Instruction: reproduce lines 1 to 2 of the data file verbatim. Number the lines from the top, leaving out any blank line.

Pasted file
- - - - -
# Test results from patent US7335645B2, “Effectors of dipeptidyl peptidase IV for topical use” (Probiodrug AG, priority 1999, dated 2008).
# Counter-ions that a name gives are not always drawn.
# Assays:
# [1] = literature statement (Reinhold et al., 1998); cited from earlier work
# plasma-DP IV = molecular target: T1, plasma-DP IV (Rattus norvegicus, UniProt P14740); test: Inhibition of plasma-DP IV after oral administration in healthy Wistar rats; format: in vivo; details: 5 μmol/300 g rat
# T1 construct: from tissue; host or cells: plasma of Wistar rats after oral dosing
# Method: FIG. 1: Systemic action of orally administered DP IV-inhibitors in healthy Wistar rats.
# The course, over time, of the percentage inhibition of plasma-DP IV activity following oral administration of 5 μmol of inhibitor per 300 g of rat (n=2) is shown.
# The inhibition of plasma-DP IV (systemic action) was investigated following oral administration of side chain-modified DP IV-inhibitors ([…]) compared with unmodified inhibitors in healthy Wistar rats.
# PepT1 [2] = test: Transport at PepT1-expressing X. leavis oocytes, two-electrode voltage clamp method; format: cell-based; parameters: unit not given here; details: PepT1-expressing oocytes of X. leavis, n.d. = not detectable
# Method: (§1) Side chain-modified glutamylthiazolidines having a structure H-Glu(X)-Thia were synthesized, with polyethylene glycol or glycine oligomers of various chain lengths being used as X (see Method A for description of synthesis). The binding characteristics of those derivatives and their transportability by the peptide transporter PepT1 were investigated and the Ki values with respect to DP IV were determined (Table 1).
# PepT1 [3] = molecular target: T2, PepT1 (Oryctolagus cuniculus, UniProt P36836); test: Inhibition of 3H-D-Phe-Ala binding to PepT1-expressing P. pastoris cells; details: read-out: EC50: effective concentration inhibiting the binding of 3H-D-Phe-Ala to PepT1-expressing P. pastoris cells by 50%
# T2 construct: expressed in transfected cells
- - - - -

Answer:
# Test results from patent US7335645B2, “Effectors of dipeptidyl peptidase IV for topical use” (Probiodrug AG, priority 1999, dated 2008).
# Counter-ions that a name gives are not always drawn.